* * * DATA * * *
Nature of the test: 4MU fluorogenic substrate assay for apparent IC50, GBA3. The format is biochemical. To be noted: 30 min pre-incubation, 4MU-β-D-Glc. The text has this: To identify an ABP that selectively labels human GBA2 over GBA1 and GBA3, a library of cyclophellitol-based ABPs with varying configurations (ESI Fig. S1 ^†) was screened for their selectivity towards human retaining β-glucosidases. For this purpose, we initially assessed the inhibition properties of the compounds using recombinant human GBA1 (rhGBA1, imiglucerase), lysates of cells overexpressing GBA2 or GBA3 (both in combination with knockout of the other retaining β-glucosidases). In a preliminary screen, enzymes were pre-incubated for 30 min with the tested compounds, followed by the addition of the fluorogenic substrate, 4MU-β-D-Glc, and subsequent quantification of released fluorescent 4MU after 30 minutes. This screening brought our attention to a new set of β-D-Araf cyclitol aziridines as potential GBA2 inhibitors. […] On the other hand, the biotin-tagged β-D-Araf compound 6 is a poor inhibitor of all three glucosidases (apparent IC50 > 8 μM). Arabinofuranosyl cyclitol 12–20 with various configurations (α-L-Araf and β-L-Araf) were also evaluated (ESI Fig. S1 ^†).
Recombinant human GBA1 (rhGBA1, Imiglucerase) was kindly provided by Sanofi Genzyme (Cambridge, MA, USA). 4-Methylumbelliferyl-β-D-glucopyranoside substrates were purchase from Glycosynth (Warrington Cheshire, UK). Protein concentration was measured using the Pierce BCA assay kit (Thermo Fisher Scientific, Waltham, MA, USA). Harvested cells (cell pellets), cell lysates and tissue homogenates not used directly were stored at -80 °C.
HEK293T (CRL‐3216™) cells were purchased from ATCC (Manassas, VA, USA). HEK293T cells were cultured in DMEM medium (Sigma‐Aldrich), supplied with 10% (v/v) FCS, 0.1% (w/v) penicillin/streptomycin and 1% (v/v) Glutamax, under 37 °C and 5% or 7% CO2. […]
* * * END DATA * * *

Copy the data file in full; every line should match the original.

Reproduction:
Nature of the test: 4MU fluorogenic substrate assay for apparent IC50, GBA3. The format is biochemical. To be noted: 30 min pre-incubation, 4MU-β-D-Glc. The text has this: To identify an ABP that selectively labels human GBA2 over GBA1 and GBA3, a library of cyclophellitol-based ABPs with varying configurations (ESI Fig. S1 ^†) was screened for their selectivity towards human retaining β-glucosidases. For this purpose, we initially assessed the inhibition properties of the compounds using recombinant human GBA1 (rhGBA1, imiglucerase), lysates of cells overexpressing GBA2 or GBA3 (both in combination with knockout of the other retaining β-glucosidases). In a preliminary screen, enzymes were pre-incubated for 30 min with the tested compounds, followed by the addition of the fluorogenic substrate, 4MU-β-D-Glc, and subsequent quantification of released fluorescent 4MU after 30 minutes. This screening brought our attention to a new set of β-D-Araf cyclitol aziridines as potential GBA2 inhibitors. […] On the other hand, the biotin-tagged β-D-Araf compound 6 is a poor inhibitor of all three glucosidases (apparent IC50 > 8 μM). Arabinofuranosyl cyclitol 12–20 with various configurations (α-L-Araf and β-L-Araf) were also evaluated (ESI Fig. S1 ^†).
Recombinant human GBA1 (rhGBA1, Imiglucerase) was kindly provided by Sanofi Genzyme (Cambridge, MA, USA). 4-Methylumbelliferyl-β-D-glucopyranoside substrates were purchase from Glycosynth (Warrington Cheshire, UK). Protein concentration was measured using the Pierce BCA assay kit (Thermo Fisher Scientific, Waltham, MA, USA). Harvested cells (cell pellets), cell lysates and tissue homogenates not used directly were stored at -80 °C.
HEK293T (CRL‐3216™) cells were purchased from ATCC (Manassas, VA, USA). HEK293T cells were cultured in DMEM medium (Sigma‐Aldrich), supplied with 10% (v/v) FCS, 0.1% (w/v) penicillin/streptomycin and 1% (v/v) Glutamax, under 37 °C and 5% or 7% CO2. […]